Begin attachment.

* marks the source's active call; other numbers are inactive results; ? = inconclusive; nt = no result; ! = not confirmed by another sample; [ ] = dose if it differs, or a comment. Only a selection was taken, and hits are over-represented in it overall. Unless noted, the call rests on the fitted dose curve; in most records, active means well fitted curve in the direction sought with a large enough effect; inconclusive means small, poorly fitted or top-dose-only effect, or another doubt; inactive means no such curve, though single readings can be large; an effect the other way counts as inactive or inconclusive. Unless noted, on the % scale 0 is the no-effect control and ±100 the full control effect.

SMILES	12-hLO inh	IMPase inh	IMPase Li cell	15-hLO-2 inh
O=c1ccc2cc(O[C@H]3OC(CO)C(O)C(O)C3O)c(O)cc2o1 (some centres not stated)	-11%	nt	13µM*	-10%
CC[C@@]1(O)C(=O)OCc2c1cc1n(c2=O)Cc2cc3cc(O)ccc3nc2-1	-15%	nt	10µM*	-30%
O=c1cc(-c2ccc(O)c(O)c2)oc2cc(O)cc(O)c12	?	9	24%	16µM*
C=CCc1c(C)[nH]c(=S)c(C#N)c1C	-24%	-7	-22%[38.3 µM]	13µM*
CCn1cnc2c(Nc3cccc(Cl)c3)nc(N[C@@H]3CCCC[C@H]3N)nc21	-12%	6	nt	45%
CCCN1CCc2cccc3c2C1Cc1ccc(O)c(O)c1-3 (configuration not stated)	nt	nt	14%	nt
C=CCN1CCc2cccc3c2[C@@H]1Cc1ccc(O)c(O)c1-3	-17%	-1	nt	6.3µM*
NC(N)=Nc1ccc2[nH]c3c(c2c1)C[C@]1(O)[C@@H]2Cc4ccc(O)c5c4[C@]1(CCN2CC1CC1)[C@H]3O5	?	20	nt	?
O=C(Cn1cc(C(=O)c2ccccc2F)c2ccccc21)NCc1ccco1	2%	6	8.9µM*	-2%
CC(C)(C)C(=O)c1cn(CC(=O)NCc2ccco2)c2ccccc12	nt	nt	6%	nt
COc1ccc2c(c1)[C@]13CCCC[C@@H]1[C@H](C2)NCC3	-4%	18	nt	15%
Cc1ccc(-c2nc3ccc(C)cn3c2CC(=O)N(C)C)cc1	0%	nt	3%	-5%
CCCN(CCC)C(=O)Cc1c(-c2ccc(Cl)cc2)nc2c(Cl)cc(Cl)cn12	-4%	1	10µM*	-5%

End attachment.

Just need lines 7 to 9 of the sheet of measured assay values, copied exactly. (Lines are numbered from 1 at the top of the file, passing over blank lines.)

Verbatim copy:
CCn1cnc2c(Nc3cccc(Cl)c3)nc(N[C@@H]3CCCC[C@H]3N)nc21	-12%	6	nt	45%
CCCN1CCc2cccc3c2C1Cc1ccc(O)c(O)c1-3 (configuration not stated)	nt	nt	14%	nt
C=CCN1CCc2cccc3c2[C@@H]1Cc1ccc(O)c(O)c1-3	-17%	-1	nt	6.3µM*